Shortly after the first F2F-1 was delivered, the next Grumman fighter made its first flight. Designated as the XF3F-1, it had been ordered the previous October. Essentially, the F3F was a redesign of its earlier F2F sibling, incorporating a slightly more powerful version of the Pratt & Whitney R-1535 than that fitted to the F2F. This new design produced less aerodynamic drag, and even though it was nearly 600 lbs heavier, it was more than 20 mph faster, although this extra weight resulted in a reduced rate of climb. Perhaps of greater importance to those who tested and flew the fighters, was the significant increase in overall maneuverability that accompanied the redesign.
The development program would suffer from the loss of two prototypes. One of which was caused by structural failure. In August of 1935, the Navy issued a contract for 54 F3F-1 fighters, the first of which was delivered on January 29, 1936. Despite the two crashes, the Navy was still very impressed with the new Grumman and their faith was fully justified once testing had begun on the third prototype.
With the F3F-1 now in service, and being well liked by its pilots, Grumman proposed that the last aircraft of the order be delivered with a more powerful Wright R-1820-22 Cyclone producing 850 hp. Approval was granted by the end of July, and thus was born the XF3F-2. Fitted with the nine cylinder Wright radial with its much greater diameter, the XF2F-2 appeared even more portly than its predecessors. Nonetheless, looks have always been deceiving when it came to Grumman aircraft, and this one was no different.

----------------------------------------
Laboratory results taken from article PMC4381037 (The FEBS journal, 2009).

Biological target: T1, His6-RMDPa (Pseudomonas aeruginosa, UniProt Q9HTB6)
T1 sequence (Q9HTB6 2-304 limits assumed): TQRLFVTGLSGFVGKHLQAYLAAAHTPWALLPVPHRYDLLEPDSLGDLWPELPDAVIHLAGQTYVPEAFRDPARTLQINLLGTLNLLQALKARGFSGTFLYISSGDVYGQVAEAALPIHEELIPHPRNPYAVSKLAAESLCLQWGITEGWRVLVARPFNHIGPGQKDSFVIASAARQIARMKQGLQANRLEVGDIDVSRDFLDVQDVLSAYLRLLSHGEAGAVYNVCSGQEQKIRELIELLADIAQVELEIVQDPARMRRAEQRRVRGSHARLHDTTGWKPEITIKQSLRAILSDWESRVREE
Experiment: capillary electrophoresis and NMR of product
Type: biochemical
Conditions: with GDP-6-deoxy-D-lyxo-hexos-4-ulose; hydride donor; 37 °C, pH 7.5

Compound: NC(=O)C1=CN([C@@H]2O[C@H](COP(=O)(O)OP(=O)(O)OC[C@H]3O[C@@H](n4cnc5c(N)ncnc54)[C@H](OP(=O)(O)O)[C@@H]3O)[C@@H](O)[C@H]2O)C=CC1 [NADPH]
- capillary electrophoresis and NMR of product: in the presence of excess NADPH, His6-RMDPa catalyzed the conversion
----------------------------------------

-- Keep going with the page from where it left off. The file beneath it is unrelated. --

Flight testing revealed that overall performance had improved, despite the significant increase in diameter of the engine and its inherent drag. Helping to convert the increased horsepower into thrust was a new three-blade, adjustable propeller. The Navy promptly placed an order for 81 of Wright powered fighters. And why not? Grumman's little F3F had evolved into one of the world's best biplane fighter aircraft.
On December 1, 1937, the Navy accepted the first F3F-2, with the last being delivered on 11 May 1938. It was determined that another squadron of F3Fs were needed and the Navy placed an order for 27 improved F3F-2 fighters, plus one prototype which was given the designation of XF3F-3.
These aircraft incorporated subtle improvements to the aerodynamics (largely to to engine cowling, which was a major source of drag) and equipment. These ‘cleaned up’ aircraft managed to attain a maximum speed of 264 mph, or 33 mph faster than the F2F-1 of two years earlier.
Ultimately, the F3F would remain in service aboard U.S. Navy fleet carriers until the spring of 1941. Being retired from front-line service did not consign the F3Fs to the scrap heap. They would go on to serve in the Naval Reserve and were extensively used as advanced trainers during the first year of America’s involvement in the Second World War.
With the day of the carrier borne biplane clearly at an end, the Navy issued a requirement for a monoplane fighter and announced a competitive fly-off. Grumman was requested to submit a biplane design, as the Navy wanted to hedge its bets against the possibility that the monoplanes would not prove to be acceptable. Grumman proposed a yet another improvement on the F3F.
It would be longer, and have a greater wing span, with the upper and lower wings being of the same span for the first time. Designated as the XF4F-1, Grumman realized that the fighter would be at a distinct performance disadvantage to the competition, which included the Brewster XF2A-1 and the Seversky XFN1-1. Therefore, Grumman presented a strong argument that they be permitted to submit a monoplane design as well. The Navy agreed and thus was born the XF4F-2.